US 5788203 A
A pad for a computer mouse includes a substrate of cushion sponge of a predetermined shape and size, a layer of nylon netting glued to one side of the substrate, and a layer of paper adhered to the glue and netting. Adhesive is placed on the outer surface of the paper, and a piece of pre-printed synthetic sheet material is adhered to the adhesive. A coating of polymer may be placed over the synthetic material, if desired.
1. A pad for a computer mouse comprising a piece of cushion sponge material of a predetermined size and shape,
a layer of netting and glue covering one side of said piece of cushion sponge material,
a piece of paper adhered to said glue over said netting,
a layer of adhesive on a side of said paper opposite to said glue and said netting, and
synthetic sheet material adhered to said adhesive, said synthetic sheet material having a printed image.
2. The pad of claim 1 comprising a coating of polymer over said synthetic sheet material.
This invention relates to pads used with a computer mouse, and more particularly, to computer mouse pads which have a printed image and lay flat on a surface, without curling.
Many computers have an external device called a "mouse" which allows a computer user to select icons and the like on a computer screen. The mouse usually has a rolling ball which is preferably placed on a flat surface. However, a suitable surface preferably has enough friction to roll the ball accurately as the mouse is moved about the surface, but not so much friction that the mouse is difficult to move.
Specially made mouse pads are often used for this purpose. While the pads can be made of many materials, pliable materials with some cushion are popular. For example, mouse pads are available which are made of rubber-like material. A piece of sheet-like material such as paper can be adhered to a surface of the rubber so that the mouse ball rolls easily on the pad.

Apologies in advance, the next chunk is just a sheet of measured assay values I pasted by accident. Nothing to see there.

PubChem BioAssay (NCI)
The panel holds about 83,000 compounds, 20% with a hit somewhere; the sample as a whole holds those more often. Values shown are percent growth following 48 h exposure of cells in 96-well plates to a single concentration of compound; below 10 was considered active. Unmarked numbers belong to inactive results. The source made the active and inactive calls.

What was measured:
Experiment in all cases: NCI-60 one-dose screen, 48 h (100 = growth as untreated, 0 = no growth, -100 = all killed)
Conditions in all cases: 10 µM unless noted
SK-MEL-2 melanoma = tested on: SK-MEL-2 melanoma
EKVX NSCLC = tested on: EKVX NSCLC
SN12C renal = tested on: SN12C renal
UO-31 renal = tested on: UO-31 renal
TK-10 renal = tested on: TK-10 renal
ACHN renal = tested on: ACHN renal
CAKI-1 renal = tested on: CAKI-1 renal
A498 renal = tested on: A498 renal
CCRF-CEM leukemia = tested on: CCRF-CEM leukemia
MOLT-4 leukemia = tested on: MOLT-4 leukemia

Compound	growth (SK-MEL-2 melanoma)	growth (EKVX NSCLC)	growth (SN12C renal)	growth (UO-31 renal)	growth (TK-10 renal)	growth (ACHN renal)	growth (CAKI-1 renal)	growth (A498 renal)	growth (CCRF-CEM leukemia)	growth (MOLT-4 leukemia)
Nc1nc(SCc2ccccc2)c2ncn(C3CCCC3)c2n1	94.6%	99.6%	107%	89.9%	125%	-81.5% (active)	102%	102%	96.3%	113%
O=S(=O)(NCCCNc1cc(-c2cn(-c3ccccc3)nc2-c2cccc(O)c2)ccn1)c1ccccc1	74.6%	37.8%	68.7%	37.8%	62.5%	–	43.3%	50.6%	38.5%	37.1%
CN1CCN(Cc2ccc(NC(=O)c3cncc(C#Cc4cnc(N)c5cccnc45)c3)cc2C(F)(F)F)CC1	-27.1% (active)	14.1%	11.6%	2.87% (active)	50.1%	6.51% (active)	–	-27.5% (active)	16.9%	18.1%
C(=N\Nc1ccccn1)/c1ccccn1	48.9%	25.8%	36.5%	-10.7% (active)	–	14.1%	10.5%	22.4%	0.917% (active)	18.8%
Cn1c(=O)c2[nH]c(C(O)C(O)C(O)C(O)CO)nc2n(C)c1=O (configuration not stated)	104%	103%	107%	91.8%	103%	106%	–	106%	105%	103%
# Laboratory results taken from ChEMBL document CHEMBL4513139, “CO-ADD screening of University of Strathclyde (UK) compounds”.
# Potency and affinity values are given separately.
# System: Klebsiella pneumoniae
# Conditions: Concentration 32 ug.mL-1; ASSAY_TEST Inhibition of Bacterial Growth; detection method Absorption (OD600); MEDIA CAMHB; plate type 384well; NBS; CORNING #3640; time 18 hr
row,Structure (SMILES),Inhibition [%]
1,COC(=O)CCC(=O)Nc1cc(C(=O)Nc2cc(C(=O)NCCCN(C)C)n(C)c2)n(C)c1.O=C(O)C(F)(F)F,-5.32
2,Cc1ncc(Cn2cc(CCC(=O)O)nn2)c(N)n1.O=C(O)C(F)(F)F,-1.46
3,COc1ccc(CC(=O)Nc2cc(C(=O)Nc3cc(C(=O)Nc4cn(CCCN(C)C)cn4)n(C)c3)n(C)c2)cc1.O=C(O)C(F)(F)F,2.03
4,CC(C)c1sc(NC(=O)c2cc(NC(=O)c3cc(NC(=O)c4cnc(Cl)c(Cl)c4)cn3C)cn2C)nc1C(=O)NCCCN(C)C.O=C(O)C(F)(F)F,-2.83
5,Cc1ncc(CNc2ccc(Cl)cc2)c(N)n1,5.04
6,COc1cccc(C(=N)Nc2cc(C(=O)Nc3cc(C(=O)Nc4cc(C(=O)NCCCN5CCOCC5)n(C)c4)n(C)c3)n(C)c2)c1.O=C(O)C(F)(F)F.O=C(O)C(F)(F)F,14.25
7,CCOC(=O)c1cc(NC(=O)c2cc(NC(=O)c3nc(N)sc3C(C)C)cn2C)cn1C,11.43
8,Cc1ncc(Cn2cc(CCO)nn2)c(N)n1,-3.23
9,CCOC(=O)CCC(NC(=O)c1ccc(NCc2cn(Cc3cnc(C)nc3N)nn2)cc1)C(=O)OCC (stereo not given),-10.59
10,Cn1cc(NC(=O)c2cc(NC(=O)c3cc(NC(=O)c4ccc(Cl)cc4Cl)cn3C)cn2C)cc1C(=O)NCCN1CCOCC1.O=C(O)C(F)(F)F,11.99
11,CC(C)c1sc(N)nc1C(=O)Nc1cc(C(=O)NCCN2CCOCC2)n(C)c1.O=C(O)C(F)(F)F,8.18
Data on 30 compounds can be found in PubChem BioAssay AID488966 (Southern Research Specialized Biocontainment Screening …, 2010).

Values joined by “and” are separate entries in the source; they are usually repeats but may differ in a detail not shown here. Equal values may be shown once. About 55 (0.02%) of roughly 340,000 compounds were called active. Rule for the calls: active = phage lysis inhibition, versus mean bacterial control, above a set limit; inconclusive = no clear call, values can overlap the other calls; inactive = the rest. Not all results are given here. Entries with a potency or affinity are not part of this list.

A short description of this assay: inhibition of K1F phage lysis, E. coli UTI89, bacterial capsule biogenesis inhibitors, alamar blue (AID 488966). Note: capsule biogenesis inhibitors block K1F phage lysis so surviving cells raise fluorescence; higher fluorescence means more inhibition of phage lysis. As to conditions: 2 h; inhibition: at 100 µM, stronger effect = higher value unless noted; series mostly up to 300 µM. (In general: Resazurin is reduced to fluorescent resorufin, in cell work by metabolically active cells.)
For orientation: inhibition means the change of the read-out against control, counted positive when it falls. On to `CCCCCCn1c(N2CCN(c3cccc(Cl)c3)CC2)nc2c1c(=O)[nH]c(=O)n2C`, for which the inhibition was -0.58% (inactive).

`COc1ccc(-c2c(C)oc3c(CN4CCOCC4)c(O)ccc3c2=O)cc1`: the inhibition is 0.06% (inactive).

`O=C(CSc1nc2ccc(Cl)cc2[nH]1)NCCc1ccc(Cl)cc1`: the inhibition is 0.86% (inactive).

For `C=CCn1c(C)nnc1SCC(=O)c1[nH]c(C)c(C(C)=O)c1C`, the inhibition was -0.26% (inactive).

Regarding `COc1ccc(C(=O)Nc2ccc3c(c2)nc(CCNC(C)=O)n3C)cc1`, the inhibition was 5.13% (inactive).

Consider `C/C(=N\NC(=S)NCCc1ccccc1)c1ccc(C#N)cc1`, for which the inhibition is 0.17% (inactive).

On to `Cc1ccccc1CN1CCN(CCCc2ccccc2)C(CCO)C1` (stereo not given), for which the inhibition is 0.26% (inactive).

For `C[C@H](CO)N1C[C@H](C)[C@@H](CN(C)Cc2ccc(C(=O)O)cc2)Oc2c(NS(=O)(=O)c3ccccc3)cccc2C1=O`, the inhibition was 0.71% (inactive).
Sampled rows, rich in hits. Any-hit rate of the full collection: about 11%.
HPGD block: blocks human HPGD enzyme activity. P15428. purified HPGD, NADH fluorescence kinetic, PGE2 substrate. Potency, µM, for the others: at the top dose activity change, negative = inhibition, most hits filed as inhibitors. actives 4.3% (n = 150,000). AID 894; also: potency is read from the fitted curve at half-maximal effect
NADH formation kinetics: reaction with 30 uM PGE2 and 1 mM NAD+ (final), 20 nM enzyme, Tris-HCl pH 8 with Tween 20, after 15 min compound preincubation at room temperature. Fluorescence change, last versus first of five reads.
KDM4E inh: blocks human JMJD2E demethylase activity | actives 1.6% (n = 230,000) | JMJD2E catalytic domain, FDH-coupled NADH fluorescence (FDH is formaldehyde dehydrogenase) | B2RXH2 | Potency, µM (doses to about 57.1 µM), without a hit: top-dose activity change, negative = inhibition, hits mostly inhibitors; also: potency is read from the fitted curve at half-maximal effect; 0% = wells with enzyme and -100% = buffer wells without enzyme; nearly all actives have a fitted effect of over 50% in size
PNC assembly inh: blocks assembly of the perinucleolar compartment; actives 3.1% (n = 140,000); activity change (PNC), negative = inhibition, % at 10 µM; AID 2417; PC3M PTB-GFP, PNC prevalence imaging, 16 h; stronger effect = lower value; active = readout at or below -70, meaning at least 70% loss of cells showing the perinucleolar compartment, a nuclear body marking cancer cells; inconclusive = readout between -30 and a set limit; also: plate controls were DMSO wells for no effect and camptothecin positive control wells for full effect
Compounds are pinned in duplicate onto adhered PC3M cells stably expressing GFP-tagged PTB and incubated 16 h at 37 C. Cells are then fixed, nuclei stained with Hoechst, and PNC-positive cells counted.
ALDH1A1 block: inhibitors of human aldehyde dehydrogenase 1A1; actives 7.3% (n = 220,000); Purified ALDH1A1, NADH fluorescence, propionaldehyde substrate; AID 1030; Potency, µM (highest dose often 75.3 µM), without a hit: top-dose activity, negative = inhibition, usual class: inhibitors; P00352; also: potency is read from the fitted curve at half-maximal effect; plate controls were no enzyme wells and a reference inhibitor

There is a consumer demand for mouse pads which have printed images. Images have been printed on the paper of conventional mouse pads, but the printed paper has a tendency to shrink, causing the mouse pad to curl. Also, the paper must be printed in high volume for economic reasons, which limits the ability to supply a variety of images in low production runs. Thus, there is a need for computer mouse pads which do not tend to curl. There is also a need for mouse pads having two different materials adhered to each other, with images printed on one of the materials, which can be economically printed with different images in low production runs.
Accordingly, one object of this invention is to provide new and improved mouse pads and methods for making mouse pads.
Another object is to provide new and improved mouse pads having printed images on paper which do not have a tendency to curl.
Still another object is to provide new and improved mouse pads which can be economically printed with different images in low production runs.
In keeping with one aspect of this invention, a pad for a computer mouse includes a substrate of cushion sponge of a predetermined size having a layer of nylon netting glued to one side of the substrate. Paper such as GRC-700 paper is secured to the glue over the netting. A synthetic printing sheet is secured to the GRC-700 paper by pressure sensitive adhesive which is provided on the side of the GRC-700 paper opposite the side which is secured to the netting. The synthetic printing sheet has a printed image. A polymer coating can be placed over the synthetic printing sheet, if desired.
The mouse pad is made by printing a succession of images on a roll of the synthetic printing sheet material, and placing the roll of material on a first reel. A computer-controlled computer is used so that the image can be changed often easily.